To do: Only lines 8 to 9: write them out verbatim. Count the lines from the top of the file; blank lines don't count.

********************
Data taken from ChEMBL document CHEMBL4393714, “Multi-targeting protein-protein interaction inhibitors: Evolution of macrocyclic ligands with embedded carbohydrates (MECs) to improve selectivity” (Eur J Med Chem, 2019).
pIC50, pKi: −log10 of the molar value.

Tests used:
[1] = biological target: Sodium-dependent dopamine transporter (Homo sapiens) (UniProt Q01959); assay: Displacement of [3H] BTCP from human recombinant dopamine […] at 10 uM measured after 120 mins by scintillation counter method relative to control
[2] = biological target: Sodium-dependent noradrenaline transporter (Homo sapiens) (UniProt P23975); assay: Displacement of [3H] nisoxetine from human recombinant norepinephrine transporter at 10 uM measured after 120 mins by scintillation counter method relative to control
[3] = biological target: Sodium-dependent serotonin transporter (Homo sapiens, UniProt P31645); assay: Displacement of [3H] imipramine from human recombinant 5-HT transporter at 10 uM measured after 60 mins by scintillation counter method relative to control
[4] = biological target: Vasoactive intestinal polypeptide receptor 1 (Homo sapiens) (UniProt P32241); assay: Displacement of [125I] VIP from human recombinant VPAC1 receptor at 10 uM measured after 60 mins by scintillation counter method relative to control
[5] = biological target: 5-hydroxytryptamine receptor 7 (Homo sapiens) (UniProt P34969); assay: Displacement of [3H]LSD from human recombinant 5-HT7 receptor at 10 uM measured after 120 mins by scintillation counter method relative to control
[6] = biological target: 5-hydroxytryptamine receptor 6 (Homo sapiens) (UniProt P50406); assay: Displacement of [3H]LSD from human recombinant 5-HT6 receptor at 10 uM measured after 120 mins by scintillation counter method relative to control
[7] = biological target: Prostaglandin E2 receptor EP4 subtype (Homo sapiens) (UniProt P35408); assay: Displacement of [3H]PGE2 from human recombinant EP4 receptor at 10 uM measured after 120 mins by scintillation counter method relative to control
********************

[5] = biological target: 5-hydroxytryptamine receptor 7 (Homo sapiens) (UniProt P34969); assay: Displacement of [3H]LSD from human recombinant 5-HT7 receptor at 10 uM measured after 120 mins by scintillation counter method relative to control
[6] = biological target: 5-hydroxytryptamine receptor 6 (Homo sapiens) (UniProt P50406); assay: Displacement of [3H]LSD from human recombinant 5-HT6 receptor at 10 uM measured after 120 mins by scintillation counter method relative to control